250 SNEERING AND DEFIANCE.
of the upper lip; and this movement, if fully carried.
ont; would have uncovered the canine, and would
produced a true sneer.
Mr. Bulnier, an Australian missionary in a
part of Gipps' Land, says, in answer to my qiiery abo~LX"fc
the uncovering of the canine on one side, " I find tb.a."fc
the natives in snarling at each other speak with, ttie
teeth closed, the upper lip drawn to one side, and &>
general angry expression of face; but they look direct"
at the person addressed." Three other observers in Aus-
tralia, one in Abyssinia, and one in China, answer ro.y
query on this head in the affirmative; but as the ex-
pression is rare, and as they enter into no details., I arrx
afraid of implicitly trusting them. It is, however, "by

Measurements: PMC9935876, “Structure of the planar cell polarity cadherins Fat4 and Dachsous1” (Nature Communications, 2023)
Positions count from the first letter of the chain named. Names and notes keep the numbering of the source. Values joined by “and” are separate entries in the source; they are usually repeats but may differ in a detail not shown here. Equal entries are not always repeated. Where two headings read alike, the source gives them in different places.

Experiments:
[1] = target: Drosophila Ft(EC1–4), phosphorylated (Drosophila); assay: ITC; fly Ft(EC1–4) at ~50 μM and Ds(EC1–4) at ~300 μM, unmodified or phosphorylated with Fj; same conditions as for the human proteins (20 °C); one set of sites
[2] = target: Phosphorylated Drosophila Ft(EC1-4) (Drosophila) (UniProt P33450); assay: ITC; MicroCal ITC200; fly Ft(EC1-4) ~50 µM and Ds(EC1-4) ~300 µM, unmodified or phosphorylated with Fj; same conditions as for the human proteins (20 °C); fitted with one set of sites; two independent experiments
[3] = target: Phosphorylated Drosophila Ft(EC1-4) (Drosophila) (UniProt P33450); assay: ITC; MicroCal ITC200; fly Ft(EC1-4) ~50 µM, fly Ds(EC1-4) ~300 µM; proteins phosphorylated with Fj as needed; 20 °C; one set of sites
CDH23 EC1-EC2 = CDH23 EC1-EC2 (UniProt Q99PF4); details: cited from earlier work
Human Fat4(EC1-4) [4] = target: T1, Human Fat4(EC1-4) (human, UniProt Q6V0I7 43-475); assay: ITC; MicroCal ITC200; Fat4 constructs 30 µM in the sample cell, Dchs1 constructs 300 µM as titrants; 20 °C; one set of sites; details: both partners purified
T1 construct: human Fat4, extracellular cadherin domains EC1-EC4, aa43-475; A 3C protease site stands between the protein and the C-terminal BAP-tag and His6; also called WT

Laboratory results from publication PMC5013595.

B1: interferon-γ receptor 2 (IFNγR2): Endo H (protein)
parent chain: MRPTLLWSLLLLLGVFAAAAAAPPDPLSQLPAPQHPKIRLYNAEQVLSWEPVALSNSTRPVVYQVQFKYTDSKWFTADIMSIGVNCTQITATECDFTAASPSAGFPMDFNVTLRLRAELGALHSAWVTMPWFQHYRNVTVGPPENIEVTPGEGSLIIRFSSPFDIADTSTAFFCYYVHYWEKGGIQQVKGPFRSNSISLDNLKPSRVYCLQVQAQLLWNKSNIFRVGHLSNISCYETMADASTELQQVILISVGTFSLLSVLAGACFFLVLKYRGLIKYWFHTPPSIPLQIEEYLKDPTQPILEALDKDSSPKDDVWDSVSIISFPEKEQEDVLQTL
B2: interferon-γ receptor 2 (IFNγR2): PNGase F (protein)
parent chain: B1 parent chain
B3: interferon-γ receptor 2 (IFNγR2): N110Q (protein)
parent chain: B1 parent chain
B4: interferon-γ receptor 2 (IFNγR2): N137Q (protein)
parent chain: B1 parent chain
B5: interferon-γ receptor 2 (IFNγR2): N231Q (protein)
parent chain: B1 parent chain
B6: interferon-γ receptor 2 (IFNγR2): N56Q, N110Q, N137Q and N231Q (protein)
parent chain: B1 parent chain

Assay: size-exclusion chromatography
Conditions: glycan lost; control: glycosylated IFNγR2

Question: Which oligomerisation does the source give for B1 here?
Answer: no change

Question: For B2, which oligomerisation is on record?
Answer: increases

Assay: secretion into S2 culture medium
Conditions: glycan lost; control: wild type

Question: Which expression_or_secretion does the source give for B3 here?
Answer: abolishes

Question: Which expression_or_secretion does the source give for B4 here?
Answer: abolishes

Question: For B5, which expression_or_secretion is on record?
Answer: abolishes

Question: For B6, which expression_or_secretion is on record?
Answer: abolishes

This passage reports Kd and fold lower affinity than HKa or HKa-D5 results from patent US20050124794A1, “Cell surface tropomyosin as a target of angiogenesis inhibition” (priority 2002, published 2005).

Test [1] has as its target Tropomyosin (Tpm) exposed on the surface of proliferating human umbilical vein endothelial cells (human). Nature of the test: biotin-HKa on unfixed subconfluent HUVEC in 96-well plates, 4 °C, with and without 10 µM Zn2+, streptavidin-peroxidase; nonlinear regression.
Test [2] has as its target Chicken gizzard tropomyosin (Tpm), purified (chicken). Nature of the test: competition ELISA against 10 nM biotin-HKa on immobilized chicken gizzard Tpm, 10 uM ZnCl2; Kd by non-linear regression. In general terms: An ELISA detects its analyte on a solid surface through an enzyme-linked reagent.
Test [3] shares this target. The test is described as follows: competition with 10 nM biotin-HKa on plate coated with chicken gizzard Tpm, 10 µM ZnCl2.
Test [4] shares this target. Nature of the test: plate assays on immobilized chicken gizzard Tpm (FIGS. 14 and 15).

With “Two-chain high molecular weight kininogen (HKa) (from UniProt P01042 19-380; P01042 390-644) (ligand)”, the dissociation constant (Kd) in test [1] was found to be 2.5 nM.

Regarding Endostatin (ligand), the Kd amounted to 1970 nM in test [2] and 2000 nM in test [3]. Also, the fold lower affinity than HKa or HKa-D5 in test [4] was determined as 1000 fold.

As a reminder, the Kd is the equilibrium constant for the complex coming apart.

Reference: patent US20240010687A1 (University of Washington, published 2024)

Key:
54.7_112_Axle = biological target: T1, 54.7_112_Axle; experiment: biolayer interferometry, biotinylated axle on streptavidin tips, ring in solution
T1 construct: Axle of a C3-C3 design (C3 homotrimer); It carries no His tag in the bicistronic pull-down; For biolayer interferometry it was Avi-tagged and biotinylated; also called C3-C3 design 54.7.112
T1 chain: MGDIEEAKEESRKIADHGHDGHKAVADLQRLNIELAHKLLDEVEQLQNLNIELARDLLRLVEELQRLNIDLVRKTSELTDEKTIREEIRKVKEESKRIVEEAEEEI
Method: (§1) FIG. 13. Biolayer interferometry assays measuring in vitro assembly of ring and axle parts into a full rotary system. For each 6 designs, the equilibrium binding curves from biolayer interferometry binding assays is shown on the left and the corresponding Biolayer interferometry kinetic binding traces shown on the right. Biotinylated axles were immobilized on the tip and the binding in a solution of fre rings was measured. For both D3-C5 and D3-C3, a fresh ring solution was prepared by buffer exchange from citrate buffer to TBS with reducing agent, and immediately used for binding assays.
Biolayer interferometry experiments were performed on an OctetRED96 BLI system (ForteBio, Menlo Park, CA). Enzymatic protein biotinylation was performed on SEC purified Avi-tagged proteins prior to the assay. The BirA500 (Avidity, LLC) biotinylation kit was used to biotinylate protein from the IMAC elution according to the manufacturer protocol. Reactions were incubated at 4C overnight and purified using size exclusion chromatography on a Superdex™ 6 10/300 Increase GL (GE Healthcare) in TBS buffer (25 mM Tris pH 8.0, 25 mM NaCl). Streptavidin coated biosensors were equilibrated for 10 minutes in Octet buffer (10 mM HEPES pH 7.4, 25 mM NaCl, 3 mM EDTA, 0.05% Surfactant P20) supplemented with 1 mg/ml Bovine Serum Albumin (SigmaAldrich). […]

no means improbable that this animal-like expression.
may be more common with savages than with, civilized.
races. Mr. Geaeh is an observer who may be fully
trusted, and he has observed it on one occasion in a Malay
in the interior of Malacca. The Rev. S. 0. Glenie an-
swers, "We have observed this expression with, tlie
natives of Ceylon, but not often." Lastly, in ISfortlx
America, Dr. Eothrock has seen it with some wild In-
dians, and often in a tribe adjoining the Atnahs.
Although the upper lip is certainly sometimes raised,
on one side alone in sneering at or defying any one,, I
do not know that this is always the case, for the face
is commonly half averted, and the expression is often
momentary. The movement being confined to one side
may not be an essential part of the expression., but may
depend on the proper muscles being incapable of move-
ment excepting on one side. I asked four persons "to
endeavour to act voluntarily in this manner; two could
expose the canine, only on the left side, one only on tlie
right side, and the fourth on neither side. Neverthe-
less it is by no means certain that these same persons,,